What does it mean to be Métis?
Young Métis people talk about carrying their culture forward
As a Métis person you are not only caught between two cultures, but are also part of a culture unique unto itself.
The feeling of not fitting in — or not knowing where one fits in — is something that many Métis people experience.
And even though the culture is celebrated today, it was not always the case.
So what does being Métis mean in 2016?
"I grew up being regaled with stories or tales of [my family's] upbringing, all of which have very obvious tidbits of the Métis culture in them," says Jayme Menzies, from Manitoba.
"But if you asked my mother and my [grandmother] if they were Métis, they would deny it still. Unfortunately they grew up in a time when they were encouraged to deny that blood in their culture."
Learning from your history
"Not everything in your life is stable, but your past is fixed," said Schlegel.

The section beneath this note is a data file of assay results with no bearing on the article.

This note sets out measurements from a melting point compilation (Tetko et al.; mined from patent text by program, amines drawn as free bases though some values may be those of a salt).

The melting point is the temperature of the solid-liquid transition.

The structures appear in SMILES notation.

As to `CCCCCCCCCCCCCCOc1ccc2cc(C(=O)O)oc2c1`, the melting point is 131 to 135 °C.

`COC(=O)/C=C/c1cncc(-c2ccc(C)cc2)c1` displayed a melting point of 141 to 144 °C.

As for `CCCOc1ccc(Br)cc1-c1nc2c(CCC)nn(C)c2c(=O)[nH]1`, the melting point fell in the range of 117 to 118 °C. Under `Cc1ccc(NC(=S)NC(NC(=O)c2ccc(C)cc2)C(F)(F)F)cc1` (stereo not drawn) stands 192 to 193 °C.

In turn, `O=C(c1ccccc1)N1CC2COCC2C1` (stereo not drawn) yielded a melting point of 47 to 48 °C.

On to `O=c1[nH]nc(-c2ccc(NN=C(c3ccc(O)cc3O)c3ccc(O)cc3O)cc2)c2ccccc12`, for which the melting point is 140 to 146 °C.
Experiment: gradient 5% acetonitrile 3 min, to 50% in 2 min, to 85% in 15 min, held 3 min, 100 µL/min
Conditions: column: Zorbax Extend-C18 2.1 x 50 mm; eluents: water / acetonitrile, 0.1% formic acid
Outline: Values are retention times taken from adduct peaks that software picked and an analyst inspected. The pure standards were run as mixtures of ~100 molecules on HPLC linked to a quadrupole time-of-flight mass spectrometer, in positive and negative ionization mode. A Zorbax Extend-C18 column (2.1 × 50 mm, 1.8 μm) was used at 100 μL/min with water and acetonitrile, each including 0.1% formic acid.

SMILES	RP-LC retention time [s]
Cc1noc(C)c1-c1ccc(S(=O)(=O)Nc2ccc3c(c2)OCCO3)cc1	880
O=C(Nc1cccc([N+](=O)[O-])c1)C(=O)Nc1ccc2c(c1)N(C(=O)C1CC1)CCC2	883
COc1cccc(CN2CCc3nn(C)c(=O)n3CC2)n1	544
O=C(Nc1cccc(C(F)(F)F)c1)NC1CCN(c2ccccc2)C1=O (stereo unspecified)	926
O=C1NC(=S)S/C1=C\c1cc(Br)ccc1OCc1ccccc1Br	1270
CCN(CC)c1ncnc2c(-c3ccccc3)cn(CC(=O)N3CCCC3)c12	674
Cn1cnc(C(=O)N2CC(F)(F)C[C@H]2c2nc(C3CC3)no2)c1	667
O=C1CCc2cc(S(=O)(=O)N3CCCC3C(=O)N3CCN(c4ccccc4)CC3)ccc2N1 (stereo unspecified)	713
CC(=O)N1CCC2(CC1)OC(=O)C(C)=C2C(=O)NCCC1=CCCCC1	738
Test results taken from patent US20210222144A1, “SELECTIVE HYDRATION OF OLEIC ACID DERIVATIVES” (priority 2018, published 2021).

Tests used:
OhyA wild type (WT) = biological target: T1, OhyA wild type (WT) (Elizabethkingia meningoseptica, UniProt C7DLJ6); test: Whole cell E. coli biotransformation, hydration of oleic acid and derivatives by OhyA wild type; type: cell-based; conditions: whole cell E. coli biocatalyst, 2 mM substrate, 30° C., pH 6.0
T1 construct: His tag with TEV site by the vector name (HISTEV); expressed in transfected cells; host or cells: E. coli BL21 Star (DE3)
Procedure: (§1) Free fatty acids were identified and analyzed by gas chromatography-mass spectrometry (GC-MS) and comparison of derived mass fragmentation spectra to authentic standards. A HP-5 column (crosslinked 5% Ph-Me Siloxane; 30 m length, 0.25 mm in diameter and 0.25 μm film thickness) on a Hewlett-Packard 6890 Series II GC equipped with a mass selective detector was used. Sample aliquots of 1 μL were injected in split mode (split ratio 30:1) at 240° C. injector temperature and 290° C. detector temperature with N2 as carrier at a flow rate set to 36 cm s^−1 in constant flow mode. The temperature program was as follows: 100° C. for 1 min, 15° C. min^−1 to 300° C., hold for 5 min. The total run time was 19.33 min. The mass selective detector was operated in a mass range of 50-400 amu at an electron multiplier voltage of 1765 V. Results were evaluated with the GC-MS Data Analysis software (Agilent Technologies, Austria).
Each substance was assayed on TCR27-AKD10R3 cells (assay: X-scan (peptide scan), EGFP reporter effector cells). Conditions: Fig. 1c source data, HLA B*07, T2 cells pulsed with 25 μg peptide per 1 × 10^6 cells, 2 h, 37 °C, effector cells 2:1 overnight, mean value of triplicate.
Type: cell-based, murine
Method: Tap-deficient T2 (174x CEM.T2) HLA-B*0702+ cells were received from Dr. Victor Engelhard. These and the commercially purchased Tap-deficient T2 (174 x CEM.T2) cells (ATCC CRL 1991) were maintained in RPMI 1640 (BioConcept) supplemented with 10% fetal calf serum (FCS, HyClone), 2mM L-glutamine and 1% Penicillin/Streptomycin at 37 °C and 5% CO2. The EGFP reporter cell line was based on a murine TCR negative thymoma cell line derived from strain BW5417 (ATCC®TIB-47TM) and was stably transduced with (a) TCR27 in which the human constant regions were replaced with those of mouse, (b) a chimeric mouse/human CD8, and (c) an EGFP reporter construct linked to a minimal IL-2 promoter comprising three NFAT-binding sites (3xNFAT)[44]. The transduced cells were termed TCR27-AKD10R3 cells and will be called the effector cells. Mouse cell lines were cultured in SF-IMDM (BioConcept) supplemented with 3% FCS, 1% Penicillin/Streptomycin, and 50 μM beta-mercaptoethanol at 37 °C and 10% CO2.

"There's kind of a beauty to touching back with where you came from and seeing if that's something that you really relate to, and I think bringing that back to present day is really vital for furthering who you are as a person."
100 Métis website
You can find Schlegel's and Menzies' stories on a new website, 100 Métis. It features video submissions from people across the country telling personal stories about their identity, and highlights how vast and diverse the culture is.
The project was started by siblings Janelle and Jérémie Wookey, who are Franco-Métis. The idea of the project came out of an interview the Wookeys did with late Métis elder, Augustine Abraham — who is the great niece of Louis Riel.
In the interview Abrahams mentioned that her wish for the future of the Métis people was for youth to be proud of their heritage, and [to] unify. The Wookeys took Abraham's wish to heart, and started the website.
Carry the culture forward
"I feel like it's my responsibility, because I don't have to feel that shame … and I'm allowed to just be myself," said Menzies.
"I am a proud Métis and I will continue to actively speak about and exercise that culture, and I hope future generations will do the same."
"I hope that the … traditional culture will actually continue and maybe even grow," said Lagimodiere.
"I think that sometimes we lose a bit of that, and it's important that the young people today embrace it and try to learn about it and have an understanding so that going forward it's not lost."
With files from CBC News